The distinction between hardware and software is artificial. The difference between the two is only one of scale: hardware works in the world of matter, software works in the world of energy1. However, whether you’re manipulating atoms, or electrons, you’re still just using the ‘rearranging of the physical’ as a tool (whether it be a hammer, or accounting software).
This is why it is possible for software and hardware to interact. This is why, when you press a mechanical key on your keyboard, a ‘virtual’ character can appear on the screen. This is why when a ‘virtual’ trigger is sprung, a physical activity can be initiated (when a conditional statement is true, the gears in your printer will turn).
Hardware and software are not two separate worlds. Rather, they are more like the ocean and the atmosphere of Earth: two varieties of the same concept. In practical terms, we think of the ocean as full of something, but of the atmosphere as empty. Really, we are just swimming in an ocean of air. The ocean and atmosphere are both fluids; one of water, one of air. So too is it with hardware and software, one of molecules, and one of electrons. Software is a machine.
If we can accept this premise, that there is really no clear distinction between hardware and software (other than a definitional distinction, much like the atmosphere and ocean), then we can extend the premise to ourselves. Human beings consist of hardware (our bodies) and software (our minds). Depending on your belief system, the soul may be part of the software layer, or may transcend both. However, this is beyond the scope of this article. Just like hardware and software are two ends of the same spectrum, so top are the human mind and the physical body.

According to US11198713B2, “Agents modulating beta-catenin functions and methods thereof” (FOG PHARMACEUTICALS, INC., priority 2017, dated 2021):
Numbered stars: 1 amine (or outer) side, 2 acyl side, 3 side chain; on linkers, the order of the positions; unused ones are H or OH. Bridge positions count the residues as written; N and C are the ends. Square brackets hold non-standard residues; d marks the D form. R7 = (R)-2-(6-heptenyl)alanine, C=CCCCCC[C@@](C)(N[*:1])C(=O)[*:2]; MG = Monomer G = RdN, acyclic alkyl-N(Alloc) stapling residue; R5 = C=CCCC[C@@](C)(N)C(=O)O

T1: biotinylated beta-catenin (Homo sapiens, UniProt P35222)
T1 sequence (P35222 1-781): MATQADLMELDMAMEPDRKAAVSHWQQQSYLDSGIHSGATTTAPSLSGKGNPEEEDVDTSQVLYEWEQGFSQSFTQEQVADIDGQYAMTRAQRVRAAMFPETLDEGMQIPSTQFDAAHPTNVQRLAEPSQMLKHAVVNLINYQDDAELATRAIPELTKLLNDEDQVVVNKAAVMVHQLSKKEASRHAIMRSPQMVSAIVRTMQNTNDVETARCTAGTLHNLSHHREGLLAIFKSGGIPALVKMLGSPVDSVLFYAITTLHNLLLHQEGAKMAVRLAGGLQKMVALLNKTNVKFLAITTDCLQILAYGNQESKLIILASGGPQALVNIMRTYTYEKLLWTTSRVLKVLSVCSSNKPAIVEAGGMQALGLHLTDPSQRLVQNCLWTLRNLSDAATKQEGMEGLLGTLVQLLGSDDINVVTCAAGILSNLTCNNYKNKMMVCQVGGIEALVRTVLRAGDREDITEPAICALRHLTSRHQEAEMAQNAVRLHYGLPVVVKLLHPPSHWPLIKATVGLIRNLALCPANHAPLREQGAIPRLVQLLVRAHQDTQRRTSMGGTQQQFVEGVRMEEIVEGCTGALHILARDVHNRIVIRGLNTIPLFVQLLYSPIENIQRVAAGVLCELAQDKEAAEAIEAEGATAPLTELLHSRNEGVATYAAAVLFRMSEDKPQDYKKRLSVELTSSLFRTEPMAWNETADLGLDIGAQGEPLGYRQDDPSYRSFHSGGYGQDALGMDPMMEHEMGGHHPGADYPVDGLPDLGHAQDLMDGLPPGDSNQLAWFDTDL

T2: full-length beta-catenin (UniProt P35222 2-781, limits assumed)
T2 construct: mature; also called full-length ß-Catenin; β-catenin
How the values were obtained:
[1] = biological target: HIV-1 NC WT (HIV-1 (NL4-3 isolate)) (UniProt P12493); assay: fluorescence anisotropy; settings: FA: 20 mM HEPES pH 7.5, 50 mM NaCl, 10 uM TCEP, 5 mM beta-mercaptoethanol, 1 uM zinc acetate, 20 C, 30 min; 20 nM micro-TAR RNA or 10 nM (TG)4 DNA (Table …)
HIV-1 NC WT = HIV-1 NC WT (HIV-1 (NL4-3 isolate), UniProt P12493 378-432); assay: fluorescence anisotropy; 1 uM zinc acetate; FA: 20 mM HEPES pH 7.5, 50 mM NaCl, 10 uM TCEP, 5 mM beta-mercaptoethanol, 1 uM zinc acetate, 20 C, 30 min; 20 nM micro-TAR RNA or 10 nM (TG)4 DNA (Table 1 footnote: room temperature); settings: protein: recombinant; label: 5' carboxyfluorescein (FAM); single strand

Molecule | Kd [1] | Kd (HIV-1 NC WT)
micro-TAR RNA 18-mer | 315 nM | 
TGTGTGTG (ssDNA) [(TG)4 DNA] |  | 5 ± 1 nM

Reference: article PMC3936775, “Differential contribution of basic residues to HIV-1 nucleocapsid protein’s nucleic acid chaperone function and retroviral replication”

If you write the alphabet in sand with a stick, all you have done is rearrange particles of sand. I’m not sure where to go with this. Perhaps this is just circular logic, a stating of the obvious (everything in the universe is just part of the universe – hardly groundbreaking). I’m clearly not breaking any new ground here. However, I think I have finally reconciled for myself, at least in theoretical terms if not in practical terms, what had always struck me as an incongruity: how software and hardware can interact – how moving a mouse can make a cursor move.
Somebody, please tell me they know what I’m talking about.
1. I accept the criticism that this difference I’m conceding (that hardware works in the world of matter while software works in the world of energy) may well be the very defining difference between hardware and software. However, I’m referring here to the more popular conception that there is some greater divide between the two.